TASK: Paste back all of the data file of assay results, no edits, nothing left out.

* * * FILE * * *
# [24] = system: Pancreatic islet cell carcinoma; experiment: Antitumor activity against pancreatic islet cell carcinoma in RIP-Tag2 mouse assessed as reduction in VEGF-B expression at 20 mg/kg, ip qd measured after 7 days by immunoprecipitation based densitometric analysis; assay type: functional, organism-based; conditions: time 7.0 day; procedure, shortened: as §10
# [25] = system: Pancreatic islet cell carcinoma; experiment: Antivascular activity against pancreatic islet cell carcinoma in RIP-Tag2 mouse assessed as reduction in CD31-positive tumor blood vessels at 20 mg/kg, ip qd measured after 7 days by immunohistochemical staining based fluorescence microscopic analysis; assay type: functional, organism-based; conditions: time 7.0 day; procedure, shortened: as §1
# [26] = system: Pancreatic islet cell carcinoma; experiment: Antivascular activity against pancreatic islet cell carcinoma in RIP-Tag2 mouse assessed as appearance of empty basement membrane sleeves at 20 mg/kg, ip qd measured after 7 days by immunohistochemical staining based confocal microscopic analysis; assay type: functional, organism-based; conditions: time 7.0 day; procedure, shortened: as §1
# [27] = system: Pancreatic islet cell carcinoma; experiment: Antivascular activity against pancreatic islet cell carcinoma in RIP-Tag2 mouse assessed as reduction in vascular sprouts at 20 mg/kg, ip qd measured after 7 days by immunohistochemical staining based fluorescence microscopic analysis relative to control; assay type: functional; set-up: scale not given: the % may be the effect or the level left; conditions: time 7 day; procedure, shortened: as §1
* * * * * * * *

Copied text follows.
# [24] = system: Pancreatic islet cell carcinoma; experiment: Antitumor activity against pancreatic islet cell carcinoma in RIP-Tag2 mouse assessed as reduction in VEGF-B expression at 20 mg/kg, ip qd measured after 7 days by immunoprecipitation based densitometric analysis; assay type: functional, organism-based; conditions: time 7.0 day; procedure, shortened: as §10
# [25] = system: Pancreatic islet cell carcinoma; experiment: Antivascular activity against pancreatic islet cell carcinoma in RIP-Tag2 mouse assessed as reduction in CD31-positive tumor blood vessels at 20 mg/kg, ip qd measured after 7 days by immunohistochemical staining based fluorescence microscopic analysis; assay type: functional, organism-based; conditions: time 7.0 day; procedure, shortened: as §1
# [26] = system: Pancreatic islet cell carcinoma; experiment: Antivascular activity against pancreatic islet cell carcinoma in RIP-Tag2 mouse assessed as appearance of empty basement membrane sleeves at 20 mg/kg, ip qd measured after 7 days by immunohistochemical staining based confocal microscopic analysis; assay type: functional, organism-based; conditions: time 7.0 day; procedure, shortened: as §1
# [27] = system: Pancreatic islet cell carcinoma; experiment: Antivascular activity against pancreatic islet cell carcinoma in RIP-Tag2 mouse assessed as reduction in vascular sprouts at 20 mg/kg, ip qd measured after 7 days by immunohistochemical staining based fluorescence microscopic analysis relative to control; assay type: functional; set-up: scale not given: the % may be the effect or the level left; conditions: time 7 day; procedure, shortened: as §1